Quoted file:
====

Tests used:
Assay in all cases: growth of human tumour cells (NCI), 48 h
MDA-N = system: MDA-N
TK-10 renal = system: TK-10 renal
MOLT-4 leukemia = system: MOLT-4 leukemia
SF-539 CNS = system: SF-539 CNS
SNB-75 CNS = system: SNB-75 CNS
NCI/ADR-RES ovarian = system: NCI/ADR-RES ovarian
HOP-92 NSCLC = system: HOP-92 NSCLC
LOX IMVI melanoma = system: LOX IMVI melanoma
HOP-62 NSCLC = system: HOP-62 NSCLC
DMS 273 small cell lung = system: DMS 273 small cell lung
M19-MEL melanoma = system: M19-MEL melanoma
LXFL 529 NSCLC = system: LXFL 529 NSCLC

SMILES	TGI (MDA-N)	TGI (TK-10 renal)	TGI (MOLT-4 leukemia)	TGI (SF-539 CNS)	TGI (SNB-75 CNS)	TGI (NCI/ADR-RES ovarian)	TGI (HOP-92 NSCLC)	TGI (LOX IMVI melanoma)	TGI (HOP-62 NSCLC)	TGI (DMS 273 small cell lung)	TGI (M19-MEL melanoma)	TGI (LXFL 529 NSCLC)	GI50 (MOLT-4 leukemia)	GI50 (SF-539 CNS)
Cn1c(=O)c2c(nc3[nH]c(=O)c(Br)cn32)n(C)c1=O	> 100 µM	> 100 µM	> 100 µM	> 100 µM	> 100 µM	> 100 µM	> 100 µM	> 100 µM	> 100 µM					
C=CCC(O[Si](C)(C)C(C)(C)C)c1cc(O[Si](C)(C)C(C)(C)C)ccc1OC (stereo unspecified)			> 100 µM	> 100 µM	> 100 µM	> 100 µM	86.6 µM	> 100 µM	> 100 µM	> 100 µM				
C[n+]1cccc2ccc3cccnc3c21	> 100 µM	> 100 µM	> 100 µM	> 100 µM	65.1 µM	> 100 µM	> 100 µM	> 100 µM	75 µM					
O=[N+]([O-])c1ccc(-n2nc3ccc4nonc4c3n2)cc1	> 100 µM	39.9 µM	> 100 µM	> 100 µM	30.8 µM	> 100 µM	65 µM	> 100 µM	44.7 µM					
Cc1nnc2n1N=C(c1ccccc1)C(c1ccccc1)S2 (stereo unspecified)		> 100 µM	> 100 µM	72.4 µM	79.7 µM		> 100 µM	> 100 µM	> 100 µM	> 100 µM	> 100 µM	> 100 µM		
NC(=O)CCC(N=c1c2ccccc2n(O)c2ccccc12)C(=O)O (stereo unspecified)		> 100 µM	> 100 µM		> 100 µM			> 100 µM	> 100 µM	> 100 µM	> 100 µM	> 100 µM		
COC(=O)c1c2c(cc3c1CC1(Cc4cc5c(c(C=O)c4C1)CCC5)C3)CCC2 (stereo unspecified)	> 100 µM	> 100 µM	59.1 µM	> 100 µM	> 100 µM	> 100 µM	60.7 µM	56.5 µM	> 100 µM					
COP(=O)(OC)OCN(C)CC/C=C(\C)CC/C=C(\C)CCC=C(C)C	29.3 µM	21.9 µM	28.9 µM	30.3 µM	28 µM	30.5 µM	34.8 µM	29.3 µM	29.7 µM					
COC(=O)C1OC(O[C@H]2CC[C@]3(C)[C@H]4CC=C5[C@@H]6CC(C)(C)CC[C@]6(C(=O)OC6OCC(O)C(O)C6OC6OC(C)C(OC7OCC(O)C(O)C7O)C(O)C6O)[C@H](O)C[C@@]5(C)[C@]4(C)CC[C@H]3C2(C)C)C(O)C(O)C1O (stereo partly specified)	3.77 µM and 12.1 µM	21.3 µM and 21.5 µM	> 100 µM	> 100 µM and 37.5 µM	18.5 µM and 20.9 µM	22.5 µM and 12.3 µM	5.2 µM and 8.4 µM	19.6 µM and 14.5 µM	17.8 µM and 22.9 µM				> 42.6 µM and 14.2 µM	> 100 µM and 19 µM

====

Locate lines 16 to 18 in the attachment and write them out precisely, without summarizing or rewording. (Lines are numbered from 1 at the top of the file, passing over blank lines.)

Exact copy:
Cn1c(=O)c2c(nc3[nH]c(=O)c(Br)cn32)n(C)c1=O	> 100 µM	> 100 µM	> 100 µM	> 100 µM	> 100 µM	> 100 µM	> 100 µM	> 100 µM	> 100 µM					
C=CCC(O[Si](C)(C)C(C)(C)C)c1cc(O[Si](C)(C)C(C)(C)C)ccc1OC (stereo unspecified)			> 100 µM	> 100 µM	> 100 µM	> 100 µM	86.6 µM	> 100 µM	> 100 µM	> 100 µM				
C[n+]1cccc2ccc3cccnc3c21	> 100 µM	> 100 µM	> 100 µM	> 100 µM	65.1 µM	> 100 µM	> 100 µM	> 100 µM	75 µM					